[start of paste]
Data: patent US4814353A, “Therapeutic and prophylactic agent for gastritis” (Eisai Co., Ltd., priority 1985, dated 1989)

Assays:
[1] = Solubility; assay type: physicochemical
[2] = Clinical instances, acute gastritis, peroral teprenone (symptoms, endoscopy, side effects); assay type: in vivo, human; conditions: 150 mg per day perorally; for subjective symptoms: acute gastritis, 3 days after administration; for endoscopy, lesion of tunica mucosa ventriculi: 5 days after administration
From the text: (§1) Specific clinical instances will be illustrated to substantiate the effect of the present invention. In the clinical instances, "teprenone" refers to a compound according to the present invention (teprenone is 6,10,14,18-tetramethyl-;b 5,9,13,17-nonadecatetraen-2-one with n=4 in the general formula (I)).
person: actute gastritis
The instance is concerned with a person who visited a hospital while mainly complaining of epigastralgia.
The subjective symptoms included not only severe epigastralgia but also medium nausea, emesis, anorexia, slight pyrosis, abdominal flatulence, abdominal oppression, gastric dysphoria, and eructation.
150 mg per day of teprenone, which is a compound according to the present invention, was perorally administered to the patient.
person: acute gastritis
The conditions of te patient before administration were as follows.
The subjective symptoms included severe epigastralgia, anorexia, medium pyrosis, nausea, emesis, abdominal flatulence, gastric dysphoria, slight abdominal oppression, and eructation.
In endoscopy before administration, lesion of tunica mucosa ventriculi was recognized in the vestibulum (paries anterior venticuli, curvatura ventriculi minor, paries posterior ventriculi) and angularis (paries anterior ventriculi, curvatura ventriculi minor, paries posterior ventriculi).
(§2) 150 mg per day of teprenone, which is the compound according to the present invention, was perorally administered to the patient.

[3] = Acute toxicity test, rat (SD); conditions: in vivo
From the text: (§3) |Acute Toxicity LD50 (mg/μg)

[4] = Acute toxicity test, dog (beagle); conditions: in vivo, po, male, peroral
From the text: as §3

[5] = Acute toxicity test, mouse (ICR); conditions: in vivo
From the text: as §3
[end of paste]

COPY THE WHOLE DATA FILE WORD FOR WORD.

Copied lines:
Data: patent US4814353A, “Therapeutic and prophylactic agent for gastritis” (Eisai Co., Ltd., priority 1985, dated 1989)

Assays:
[1] = Solubility; assay type: physicochemical
[2] = Clinical instances, acute gastritis, peroral teprenone (symptoms, endoscopy, side effects); assay type: in vivo, human; conditions: 150 mg per day perorally; for subjective symptoms: acute gastritis, 3 days after administration; for endoscopy, lesion of tunica mucosa ventriculi: 5 days after administration
From the text: (§1) Specific clinical instances will be illustrated to substantiate the effect of the present invention. In the clinical instances, "teprenone" refers to a compound according to the present invention (teprenone is 6,10,14,18-tetramethyl-;b 5,9,13,17-nonadecatetraen-2-one with n=4 in the general formula (I)).
person: actute gastritis
The instance is concerned with a person who visited a hospital while mainly complaining of epigastralgia.
The subjective symptoms included not only severe epigastralgia but also medium nausea, emesis, anorexia, slight pyrosis, abdominal flatulence, abdominal oppression, gastric dysphoria, and eructation.
150 mg per day of teprenone, which is a compound according to the present invention, was perorally administered to the patient.
person: acute gastritis
The conditions of te patient before administration were as follows.
The subjective symptoms included severe epigastralgia, anorexia, medium pyrosis, nausea, emesis, abdominal flatulence, gastric dysphoria, slight abdominal oppression, and eructation.
In endoscopy before administration, lesion of tunica mucosa ventriculi was recognized in the vestibulum (paries anterior venticuli, curvatura ventriculi minor, paries posterior ventriculi) and angularis (paries anterior ventriculi, curvatura ventriculi minor, paries posterior ventriculi).
(§2) 150 mg per day of teprenone, which is the compound according to the present invention, was perorally administered to the patient.

[3] = Acute toxicity test, rat (SD); conditions: in vivo
From the text: (§3) |Acute Toxicity LD50 (mg/μg)

[4] = Acute toxicity test, dog (beagle); conditions: in vivo, po, male, peroral
From the text: as §3

[5] = Acute toxicity test, mouse (ICR); conditions: in vivo
From the text: as §3